The terrorist group is most famously responsible for the abduction of some 200 schoolgirls three years ago. And now, a new report from UNICEF shows that they are sinking to new depths of depravity.
Boko Haram very clearly — and violently — has an ongoing campaign against children in Northern Nigeria and the Greater Lake Chad region.
According to the report, the number of children used as suicide bombers is surging this year. There are nearly as many children — mostly girls — sent to their deaths as suicide bombers in the first four months of 2017 than all of last year. “Since January 2014, 117 children – more than 80 per cent of them girls – have been used in ‘suicide’ attacks in Nigeria, Niger, Chad and Cameroon,” the report says. “As of March this year, 27 children have been used in this way in northeast Nigeria alone.”
To make matters worse, these attacks are creating a culture of suspicion around children. Government security forces are detaining an increasing number of children, sometimes putting them in an form of what they call “administrative detention.” Some 1600 children were detained under these circumstances last year, according to the report.
How are these children recruited?
UNICEF relays the story of one girl, “Amina,” who through a series of tragic circumstances ended up being used in a suicide attack.
Amina never had the chance to go to school because she grew up in a remote island of Lake Chad where there was none. She was 16 when a man from another village proposed to her. She accepted against the will of her family and left her village. What she didn’t know was that her new husband was part of Boko Haram. After being manipulated and drugged, she was forced into an attempted suicide attack. Four people including Amina were on a canoe riding towards a weekly crowded market. The four girls carried bombs that were strapped to their bodies. When a Vigilante Committee spotted them on the canoe, two of them activated their explosives belt. Amina didn’t detonate her device but she was injured in the explosion. She lost both her legs. She was brought to the hospital in severe shock and with grave injuries. She didn’t speak and barely ate for months. Following family tracing efforts, her family was found but they rejected her at first out of fear of stigma. After a process of mediation they took her back home.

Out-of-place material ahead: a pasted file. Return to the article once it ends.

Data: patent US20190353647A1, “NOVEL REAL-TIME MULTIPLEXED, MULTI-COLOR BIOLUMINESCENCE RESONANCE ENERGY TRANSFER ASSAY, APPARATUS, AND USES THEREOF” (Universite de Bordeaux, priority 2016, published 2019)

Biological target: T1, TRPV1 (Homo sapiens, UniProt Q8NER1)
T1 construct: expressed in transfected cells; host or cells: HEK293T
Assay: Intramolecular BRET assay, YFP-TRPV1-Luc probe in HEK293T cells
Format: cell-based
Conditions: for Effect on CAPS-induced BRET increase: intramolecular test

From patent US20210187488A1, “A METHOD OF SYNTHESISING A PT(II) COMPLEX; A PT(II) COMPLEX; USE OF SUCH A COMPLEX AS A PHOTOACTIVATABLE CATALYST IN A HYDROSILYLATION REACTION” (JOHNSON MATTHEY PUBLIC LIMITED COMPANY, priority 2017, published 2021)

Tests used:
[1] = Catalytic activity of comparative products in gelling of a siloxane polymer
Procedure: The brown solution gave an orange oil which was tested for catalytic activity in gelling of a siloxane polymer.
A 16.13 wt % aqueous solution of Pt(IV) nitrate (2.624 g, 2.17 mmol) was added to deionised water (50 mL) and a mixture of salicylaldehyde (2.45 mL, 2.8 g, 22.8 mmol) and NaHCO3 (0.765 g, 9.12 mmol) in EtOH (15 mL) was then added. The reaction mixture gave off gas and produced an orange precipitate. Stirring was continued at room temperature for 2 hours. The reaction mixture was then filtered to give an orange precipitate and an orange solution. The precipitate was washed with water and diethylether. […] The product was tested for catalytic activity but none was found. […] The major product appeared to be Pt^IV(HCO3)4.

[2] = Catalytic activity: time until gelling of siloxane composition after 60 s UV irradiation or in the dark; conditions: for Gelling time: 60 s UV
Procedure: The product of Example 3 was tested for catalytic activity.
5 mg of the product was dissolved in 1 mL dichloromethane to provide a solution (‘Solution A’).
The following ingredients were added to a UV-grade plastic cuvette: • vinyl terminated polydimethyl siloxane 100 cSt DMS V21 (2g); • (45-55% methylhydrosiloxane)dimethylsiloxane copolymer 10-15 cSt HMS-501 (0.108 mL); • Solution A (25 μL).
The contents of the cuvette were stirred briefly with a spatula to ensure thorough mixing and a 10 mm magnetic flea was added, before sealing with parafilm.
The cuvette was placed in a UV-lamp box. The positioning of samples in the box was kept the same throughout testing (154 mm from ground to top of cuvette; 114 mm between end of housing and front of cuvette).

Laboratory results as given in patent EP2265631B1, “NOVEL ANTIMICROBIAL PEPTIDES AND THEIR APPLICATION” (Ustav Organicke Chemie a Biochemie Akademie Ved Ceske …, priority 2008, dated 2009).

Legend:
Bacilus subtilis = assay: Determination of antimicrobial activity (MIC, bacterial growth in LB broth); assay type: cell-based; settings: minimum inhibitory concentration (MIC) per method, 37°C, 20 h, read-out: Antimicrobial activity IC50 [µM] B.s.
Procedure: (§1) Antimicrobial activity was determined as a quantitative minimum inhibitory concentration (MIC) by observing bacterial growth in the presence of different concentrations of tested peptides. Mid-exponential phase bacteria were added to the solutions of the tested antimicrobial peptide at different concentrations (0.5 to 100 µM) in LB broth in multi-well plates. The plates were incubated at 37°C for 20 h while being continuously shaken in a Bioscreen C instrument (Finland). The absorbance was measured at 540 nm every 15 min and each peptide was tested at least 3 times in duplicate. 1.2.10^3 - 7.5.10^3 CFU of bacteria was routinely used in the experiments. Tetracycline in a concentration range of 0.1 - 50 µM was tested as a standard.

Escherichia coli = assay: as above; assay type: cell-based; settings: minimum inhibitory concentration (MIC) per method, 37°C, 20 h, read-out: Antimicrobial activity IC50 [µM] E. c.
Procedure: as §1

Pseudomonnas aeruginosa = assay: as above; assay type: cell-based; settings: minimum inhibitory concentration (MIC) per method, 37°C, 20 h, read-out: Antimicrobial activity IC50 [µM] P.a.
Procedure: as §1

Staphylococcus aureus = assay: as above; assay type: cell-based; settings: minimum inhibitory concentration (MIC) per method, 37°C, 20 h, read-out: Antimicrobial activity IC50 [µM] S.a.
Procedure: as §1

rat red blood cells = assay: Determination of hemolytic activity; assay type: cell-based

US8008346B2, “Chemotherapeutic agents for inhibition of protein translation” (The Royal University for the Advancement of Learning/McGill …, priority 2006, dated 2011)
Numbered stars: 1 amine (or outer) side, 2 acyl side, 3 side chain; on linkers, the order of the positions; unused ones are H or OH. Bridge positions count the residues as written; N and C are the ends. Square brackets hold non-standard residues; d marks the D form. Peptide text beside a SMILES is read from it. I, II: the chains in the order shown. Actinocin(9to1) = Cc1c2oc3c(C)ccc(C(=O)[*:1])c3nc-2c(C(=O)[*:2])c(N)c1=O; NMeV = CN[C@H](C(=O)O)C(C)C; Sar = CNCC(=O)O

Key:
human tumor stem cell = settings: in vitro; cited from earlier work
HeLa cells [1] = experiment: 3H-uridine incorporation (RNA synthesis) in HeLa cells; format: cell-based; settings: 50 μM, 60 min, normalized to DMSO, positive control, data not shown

Today, she is still on her knees and very dependent on her family to survive. She is in urgent need of support to prevent her from being excluded by the community. She wants to get an education and find a way to support herself.
UNICEF is among the many international aid agencies trying to make life marginally better for people affected by this conflict. In all, some 1.3 million children are displaced across the region. And while there have been significant gains against Boko Haram in recent months, the group is clearly still able to inflict fear and misery upon the population of the region.
Listen to this podcast episode to learn more about the crisis in Northern Nigeria and the Lake Chad region.